Safeguard Your Waters

SAAB 340 MSA offers outstanding performance and invaluable support for all types of surveillance, SAR operations, and transport missions to battle the crime activities within your waters. In addition, it is an efficient multi-role aircraft that increases the capability of your marine surveillance while also complementing naval and land-based surveillance solutions.

Operating from short airfields and to stay on air for missions that require close to 9 hours is made possible by the aircraft’s auxiliary fuel capabilities and this clearly illustrates the high endurance that SAAB 340 MSA has to respond to the challenges out there with the best course of action and that is most essential factor in protecting your waters. Among some of the equipment that are fitted into SAAB 340 MSA are maritime surveillance, search and rescue (SAR), Oil Spill and Pollution Detection, Fisheries, Inspection and Management, Counter-Smuggling Surveillance, Illegal Immigration Control, Exclusive Economic Zone (EEZ) Monitoring, and Transportation and Medevac.


Securing Maritime Domain Awareness

By utilizing the latest maritime products and technologies, SAAB 340 MSA has a comprehensive airborne operational system. With the Mission Management System installed at its core and several sensors installed on-board, SAAB 340 MSA has the capability to monitor large areas of waters in the day, night, rain, snow or fog.

To be always alert and aware of what is going on within your waters, it is important to have on-going communications, and this is made possible by the Secure-AIS data links and a reliable SATCOM system equipped in the SAAB 340 MSA. The communication systems facilitate orders to be sent and received from or to higher levels of command or to other units using a secured method to give them an accurate assessment a particular situation to enable them to act quickly and appropriately.


Communication beyond Boundaries

In the event where the aircraft sighted an unknown object or received a distress call, the coordinates will be set for the radar and a waypoint marking to the location of the object will be transmitted into the Flight Management System. When the aircraft is near to that particular location, the radar, SAR direction finder, AIS or electro-optical sensor’s high-resolution TV-camera will work simultaneously to look out for emergency signals, debris, people in the water, objects and ships. Later on, a report will be made and sent to the ground while the data is kept in a database.


Built For Excellence

Based on the success of its previous model, SAAB 340, that was known for its enhanced structural and system life, the SAAB 340 MSA is made to offer maximum performance at a minimal cost. SAAB 340 MSA is created by using technical parts that were hardly utilized in the previous model and the aircraft was given a complete overhaul including a re-manufactured fuselage, different range of new systems and a comfortable working environment for the crew. The aircraft will then delivered as new aircraft with new life span and subjected to new warranties.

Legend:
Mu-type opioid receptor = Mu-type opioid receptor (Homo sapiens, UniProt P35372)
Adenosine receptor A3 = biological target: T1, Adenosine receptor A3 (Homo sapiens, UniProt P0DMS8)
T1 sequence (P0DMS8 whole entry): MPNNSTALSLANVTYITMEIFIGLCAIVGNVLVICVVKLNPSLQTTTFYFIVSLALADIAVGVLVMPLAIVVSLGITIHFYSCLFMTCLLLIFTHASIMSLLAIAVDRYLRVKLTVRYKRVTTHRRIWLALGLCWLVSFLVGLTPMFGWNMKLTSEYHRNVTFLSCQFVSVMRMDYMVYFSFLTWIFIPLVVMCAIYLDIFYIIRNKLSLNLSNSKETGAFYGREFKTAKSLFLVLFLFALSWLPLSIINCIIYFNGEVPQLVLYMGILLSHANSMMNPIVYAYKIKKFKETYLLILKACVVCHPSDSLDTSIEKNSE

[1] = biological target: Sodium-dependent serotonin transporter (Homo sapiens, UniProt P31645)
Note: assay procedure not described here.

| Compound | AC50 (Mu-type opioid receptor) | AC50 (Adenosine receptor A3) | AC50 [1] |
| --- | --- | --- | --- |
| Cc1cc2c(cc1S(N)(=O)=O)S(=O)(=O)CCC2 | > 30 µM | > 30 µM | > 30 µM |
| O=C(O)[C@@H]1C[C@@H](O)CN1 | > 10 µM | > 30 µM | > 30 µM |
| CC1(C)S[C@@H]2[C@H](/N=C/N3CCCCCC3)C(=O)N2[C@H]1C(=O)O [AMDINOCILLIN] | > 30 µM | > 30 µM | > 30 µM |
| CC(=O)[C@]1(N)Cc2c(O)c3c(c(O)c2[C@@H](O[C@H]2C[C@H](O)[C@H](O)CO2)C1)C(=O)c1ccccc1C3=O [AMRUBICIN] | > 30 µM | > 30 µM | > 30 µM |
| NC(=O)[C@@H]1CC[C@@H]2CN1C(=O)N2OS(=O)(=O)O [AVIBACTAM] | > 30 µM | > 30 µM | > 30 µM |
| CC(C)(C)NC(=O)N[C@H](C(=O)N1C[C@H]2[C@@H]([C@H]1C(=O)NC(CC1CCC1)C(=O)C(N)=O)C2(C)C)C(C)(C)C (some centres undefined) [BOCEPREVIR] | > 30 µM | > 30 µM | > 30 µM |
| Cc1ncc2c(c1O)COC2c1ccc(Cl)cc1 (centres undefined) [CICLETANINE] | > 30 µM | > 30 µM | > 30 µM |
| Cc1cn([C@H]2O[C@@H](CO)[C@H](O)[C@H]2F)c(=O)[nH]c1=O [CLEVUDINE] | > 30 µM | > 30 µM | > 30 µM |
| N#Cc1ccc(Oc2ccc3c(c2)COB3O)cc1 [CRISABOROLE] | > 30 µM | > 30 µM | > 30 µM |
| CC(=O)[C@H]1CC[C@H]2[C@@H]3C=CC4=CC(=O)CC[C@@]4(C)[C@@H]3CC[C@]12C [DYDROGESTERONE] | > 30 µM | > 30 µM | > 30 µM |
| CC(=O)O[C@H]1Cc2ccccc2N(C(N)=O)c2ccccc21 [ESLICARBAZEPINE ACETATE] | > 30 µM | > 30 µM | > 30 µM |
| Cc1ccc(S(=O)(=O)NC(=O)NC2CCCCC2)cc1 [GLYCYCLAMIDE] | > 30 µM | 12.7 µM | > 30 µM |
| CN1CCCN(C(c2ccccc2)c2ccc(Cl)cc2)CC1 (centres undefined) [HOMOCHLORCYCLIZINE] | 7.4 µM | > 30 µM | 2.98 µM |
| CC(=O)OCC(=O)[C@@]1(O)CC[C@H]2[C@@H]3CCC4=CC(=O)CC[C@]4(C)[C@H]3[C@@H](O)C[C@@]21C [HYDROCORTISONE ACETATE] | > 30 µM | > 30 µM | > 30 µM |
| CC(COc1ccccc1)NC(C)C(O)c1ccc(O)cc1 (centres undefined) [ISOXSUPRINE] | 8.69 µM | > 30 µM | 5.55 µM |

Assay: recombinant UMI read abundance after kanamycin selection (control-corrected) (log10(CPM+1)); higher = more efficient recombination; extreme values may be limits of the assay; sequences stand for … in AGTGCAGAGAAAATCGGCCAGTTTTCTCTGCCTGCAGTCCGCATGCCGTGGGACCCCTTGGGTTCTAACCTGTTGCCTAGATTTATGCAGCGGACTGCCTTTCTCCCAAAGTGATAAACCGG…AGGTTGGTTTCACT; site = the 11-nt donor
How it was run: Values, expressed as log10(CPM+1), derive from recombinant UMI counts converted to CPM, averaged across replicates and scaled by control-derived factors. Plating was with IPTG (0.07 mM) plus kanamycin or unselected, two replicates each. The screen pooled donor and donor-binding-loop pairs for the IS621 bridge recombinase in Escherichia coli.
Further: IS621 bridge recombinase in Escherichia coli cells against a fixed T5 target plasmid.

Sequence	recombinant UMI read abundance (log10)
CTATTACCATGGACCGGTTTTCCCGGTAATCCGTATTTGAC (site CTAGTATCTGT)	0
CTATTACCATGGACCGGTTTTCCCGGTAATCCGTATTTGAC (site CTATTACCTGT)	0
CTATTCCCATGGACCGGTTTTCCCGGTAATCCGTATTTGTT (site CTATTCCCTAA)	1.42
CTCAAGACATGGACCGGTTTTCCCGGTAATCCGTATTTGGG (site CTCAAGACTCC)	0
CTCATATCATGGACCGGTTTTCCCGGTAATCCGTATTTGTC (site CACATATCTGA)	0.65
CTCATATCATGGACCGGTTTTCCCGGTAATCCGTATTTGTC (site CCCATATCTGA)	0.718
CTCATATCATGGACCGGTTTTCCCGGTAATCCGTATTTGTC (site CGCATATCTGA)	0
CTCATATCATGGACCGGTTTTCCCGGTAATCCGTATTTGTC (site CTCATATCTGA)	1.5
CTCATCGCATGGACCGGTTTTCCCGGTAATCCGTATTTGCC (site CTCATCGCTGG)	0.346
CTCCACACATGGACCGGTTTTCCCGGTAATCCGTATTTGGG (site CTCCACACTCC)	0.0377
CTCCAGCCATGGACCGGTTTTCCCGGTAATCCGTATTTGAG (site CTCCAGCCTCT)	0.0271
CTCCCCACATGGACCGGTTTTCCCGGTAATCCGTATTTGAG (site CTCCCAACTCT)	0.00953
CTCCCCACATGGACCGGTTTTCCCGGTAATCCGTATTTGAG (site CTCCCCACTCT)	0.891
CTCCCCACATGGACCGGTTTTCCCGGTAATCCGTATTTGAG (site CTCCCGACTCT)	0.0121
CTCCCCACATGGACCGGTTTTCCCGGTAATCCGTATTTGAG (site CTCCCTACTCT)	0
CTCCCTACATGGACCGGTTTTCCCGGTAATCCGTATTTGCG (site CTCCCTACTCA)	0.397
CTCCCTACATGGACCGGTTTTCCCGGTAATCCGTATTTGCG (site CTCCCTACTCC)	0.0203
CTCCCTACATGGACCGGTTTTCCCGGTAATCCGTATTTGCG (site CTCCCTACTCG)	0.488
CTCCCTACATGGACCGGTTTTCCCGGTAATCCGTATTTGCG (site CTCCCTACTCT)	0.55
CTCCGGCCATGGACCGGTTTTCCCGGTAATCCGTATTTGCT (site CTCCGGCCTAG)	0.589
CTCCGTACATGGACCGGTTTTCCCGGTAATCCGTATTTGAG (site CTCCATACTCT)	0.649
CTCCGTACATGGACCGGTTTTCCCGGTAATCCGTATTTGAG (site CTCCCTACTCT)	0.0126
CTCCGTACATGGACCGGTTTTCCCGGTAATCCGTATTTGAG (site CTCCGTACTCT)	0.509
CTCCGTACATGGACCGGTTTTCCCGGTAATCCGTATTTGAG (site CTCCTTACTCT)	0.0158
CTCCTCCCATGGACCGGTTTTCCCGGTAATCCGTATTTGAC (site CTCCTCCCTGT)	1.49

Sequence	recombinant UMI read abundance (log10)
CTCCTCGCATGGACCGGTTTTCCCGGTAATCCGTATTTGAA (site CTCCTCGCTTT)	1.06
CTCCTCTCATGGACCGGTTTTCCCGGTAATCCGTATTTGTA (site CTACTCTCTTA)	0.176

The ideal combination of a successful, proven platform equipped with the latest and most advanced equipment helps SAAB 340MS to be one of the most affordable, capable and reliable Marine Surveillance Aircraft that you can purchase today.


Technical Details

Max Endurance: 6:30 h: min / 9:00 h: min

Max range 1,300nm / 2,000nm

Time on station: 4:15 h: min / 6:15 h: min

Time to climb 10,000ft: 5 minutes

Max cruise speed: 265 knots

Patrol speed: 140 knots

Take-off distance: 1,350m

Service ceiling: 25,000 feet



  • 360° rotating maritime surveillance radar
  • Retractable Multiple Payload EO/IR Sensor
  • Mission Management System
  • Automatic Identification System (AIS)
  • Direction Finder (V/UHF)
  • Tactical Communication (VHF/UHF)


Option Packs

  • Search & Rescue
  • Large Observer Window
  • Air Drop Door
  • Environmental Monitoring
  • SLAR (Side-Looking Airborne Radar)
  • UV/IR Line Scanner
  • Extended Endurance
  • Auxiliary Fuel Tank


Key Features

  • Lavatory
  • Cargo
  • Galley
  • Air Drop Door
  • Mission Rack
  • Overwing Emergency Exits
  • Operator Console with Seat  
  • Entrance Door
  • Crew Rest Area
  • Flight Attendant Seat
  • Aft Cabin Wall
  • Stowage Life Raft

Carl Gustaf M4

Carl Gustaf M4, a portable weapon with multi-functions, provides tactical flexibility by having the ability to use different types of ammunitions. To deal with a wide variety of challenges found on the battlefield, Carl-Gustaf, which the weapon was named after, has supported the use of dismounted infantry since 1948. The new Carl Gustaf M4 marks the next advancement in the history by meeting the necessities of modern wars situations and it was also made to be compatible with upcoming innovations. SAAB’s thinking edge has made it possible to build on a weapon that has 70 years of heritage and to give Carl-Gustraf M4 a whole new level of intelligence.